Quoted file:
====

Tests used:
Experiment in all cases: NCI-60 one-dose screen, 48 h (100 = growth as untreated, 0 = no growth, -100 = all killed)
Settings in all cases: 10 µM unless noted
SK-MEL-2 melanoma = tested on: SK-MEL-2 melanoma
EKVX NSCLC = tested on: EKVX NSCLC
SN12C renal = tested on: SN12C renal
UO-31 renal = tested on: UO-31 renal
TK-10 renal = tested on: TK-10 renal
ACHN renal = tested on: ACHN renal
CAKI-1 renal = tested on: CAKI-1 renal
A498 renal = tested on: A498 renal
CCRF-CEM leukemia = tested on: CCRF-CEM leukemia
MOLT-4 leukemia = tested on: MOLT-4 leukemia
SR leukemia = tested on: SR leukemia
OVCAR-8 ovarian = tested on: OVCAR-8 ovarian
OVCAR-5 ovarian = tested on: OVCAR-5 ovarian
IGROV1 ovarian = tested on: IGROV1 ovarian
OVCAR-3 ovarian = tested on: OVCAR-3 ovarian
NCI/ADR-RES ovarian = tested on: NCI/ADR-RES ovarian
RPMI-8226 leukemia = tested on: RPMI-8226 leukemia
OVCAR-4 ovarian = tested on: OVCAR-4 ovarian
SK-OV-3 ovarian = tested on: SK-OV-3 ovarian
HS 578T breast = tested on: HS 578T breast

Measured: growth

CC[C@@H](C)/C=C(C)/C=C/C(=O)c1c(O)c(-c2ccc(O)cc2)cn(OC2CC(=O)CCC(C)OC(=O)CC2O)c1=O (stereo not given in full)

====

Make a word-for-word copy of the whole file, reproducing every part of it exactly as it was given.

Tests used:
Experiment in all cases: NCI-60 one-dose screen, 48 h (100 = growth as untreated, 0 = no growth, -100 = all killed)
Settings in all cases: 10 µM unless noted
SK-MEL-2 melanoma = tested on: SK-MEL-2 melanoma
EKVX NSCLC = tested on: EKVX NSCLC
SN12C renal = tested on: SN12C renal
UO-31 renal = tested on: UO-31 renal
TK-10 renal = tested on: TK-10 renal
ACHN renal = tested on: ACHN renal
CAKI-1 renal = tested on: CAKI-1 renal
A498 renal = tested on: A498 renal
CCRF-CEM leukemia = tested on: CCRF-CEM leukemia
MOLT-4 leukemia = tested on: MOLT-4 leukemia
SR leukemia = tested on: SR leukemia
OVCAR-8 ovarian = tested on: OVCAR-8 ovarian
OVCAR-5 ovarian = tested on: OVCAR-5 ovarian
IGROV1 ovarian = tested on: IGROV1 ovarian
OVCAR-3 ovarian = tested on: OVCAR-3 ovarian
NCI/ADR-RES ovarian = tested on: NCI/ADR-RES ovarian
RPMI-8226 leukemia = tested on: RPMI-8226 leukemia
OVCAR-4 ovarian = tested on: OVCAR-4 ovarian
SK-OV-3 ovarian = tested on: SK-OV-3 ovarian
HS 578T breast = tested on: HS 578T breast

Measured: growth

CC[C@@H](C)/C=C(C)/C=C/C(=O)c1c(O)c(-c2ccc(O)cc2)cn(OC2CC(=O)CCC(C)OC(=O)CC2O)c1=O (stereo not given in full)